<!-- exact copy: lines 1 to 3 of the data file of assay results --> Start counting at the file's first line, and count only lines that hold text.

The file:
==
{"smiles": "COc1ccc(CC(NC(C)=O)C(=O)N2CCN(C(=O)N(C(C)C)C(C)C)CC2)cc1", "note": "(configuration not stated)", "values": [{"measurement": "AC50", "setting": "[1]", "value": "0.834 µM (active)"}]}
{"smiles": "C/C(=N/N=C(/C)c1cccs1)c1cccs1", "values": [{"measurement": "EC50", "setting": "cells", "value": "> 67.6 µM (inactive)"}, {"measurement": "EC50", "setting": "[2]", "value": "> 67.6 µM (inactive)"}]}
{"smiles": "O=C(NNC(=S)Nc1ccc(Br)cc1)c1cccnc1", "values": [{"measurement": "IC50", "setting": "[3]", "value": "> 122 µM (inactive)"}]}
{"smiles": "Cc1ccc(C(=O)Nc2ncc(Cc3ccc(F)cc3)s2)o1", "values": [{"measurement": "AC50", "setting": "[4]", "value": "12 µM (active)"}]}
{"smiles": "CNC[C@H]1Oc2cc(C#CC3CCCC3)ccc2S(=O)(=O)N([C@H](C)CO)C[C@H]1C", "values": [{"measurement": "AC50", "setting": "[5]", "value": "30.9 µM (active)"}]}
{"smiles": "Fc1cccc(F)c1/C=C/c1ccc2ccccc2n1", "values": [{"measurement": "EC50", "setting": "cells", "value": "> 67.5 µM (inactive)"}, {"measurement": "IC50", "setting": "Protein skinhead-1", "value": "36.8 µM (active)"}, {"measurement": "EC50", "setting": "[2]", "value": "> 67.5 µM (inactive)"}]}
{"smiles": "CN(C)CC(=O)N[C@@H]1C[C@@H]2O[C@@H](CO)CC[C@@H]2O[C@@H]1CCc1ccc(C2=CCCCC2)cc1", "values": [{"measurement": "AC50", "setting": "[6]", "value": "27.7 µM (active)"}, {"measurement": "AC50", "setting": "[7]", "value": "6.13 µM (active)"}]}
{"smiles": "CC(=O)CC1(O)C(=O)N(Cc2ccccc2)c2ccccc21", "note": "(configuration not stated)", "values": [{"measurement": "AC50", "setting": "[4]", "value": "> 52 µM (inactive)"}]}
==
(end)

{"smiles": "COc1ccc(CC(NC(C)=O)C(=O)N2CCN(C(=O)N(C(C)C)C(C)C)CC2)cc1", "note": "(configuration not stated)", "values": [{"measurement": "AC50", "setting": "[1]", "value": "0.834 µM (active)"}]}
{"smiles": "C/C(=N/N=C(/C)c1cccs1)c1cccs1", "values": [{"measurement": "EC50", "setting": "cells", "value": "> 67.6 µM (inactive)"}, {"measurement": "EC50", "setting": "[2]", "value": "> 67.6 µM (inactive)"}]}
{"smiles": "O=C(NNC(=S)Nc1ccc(Br)cc1)c1cccnc1", "values": [{"measurement": "IC50", "setting": "[3]", "value": "> 122 µM (inactive)"}]}